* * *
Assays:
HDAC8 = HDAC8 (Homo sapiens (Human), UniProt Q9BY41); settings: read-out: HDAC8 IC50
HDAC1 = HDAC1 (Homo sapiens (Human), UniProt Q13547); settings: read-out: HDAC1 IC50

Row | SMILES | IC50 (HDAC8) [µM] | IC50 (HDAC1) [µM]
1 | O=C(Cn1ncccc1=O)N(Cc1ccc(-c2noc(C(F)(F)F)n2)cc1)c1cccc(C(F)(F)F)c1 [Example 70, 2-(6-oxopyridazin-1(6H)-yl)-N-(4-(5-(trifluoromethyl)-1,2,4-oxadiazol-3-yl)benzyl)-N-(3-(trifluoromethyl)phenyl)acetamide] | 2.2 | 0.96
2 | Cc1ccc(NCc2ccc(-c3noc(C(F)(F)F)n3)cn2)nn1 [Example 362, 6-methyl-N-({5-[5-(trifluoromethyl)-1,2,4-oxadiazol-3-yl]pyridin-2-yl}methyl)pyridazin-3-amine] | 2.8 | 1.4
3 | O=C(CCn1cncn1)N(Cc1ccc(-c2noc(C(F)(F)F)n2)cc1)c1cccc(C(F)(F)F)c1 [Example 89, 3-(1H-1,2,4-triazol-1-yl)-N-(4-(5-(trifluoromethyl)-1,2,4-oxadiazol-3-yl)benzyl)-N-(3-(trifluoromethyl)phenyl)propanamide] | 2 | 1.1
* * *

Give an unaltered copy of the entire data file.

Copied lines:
Assays:
HDAC8 = HDAC8 (Homo sapiens (Human), UniProt Q9BY41); settings: read-out: HDAC8 IC50
HDAC1 = HDAC1 (Homo sapiens (Human), UniProt Q13547); settings: read-out: HDAC1 IC50

Row | SMILES | IC50 (HDAC8) [µM] | IC50 (HDAC1) [µM]
1 | O=C(Cn1ncccc1=O)N(Cc1ccc(-c2noc(C(F)(F)F)n2)cc1)c1cccc(C(F)(F)F)c1 [Example 70, 2-(6-oxopyridazin-1(6H)-yl)-N-(4-(5-(trifluoromethyl)-1,2,4-oxadiazol-3-yl)benzyl)-N-(3-(trifluoromethyl)phenyl)acetamide] | 2.2 | 0.96
2 | Cc1ccc(NCc2ccc(-c3noc(C(F)(F)F)n3)cn2)nn1 [Example 362, 6-methyl-N-({5-[5-(trifluoromethyl)-1,2,4-oxadiazol-3-yl]pyridin-2-yl}methyl)pyridazin-3-amine] | 2.8 | 1.4
3 | O=C(CCn1cncn1)N(Cc1ccc(-c2noc(C(F)(F)F)n2)cc1)c1cccc(C(F)(F)F)c1 [Example 89, 3-(1H-1,2,4-triazol-1-yl)-N-(4-(5-(trifluoromethyl)-1,2,4-oxadiazol-3-yl)benzyl)-N-(3-(trifluoromethyl)phenyl)propanamide] | 2 | 1.1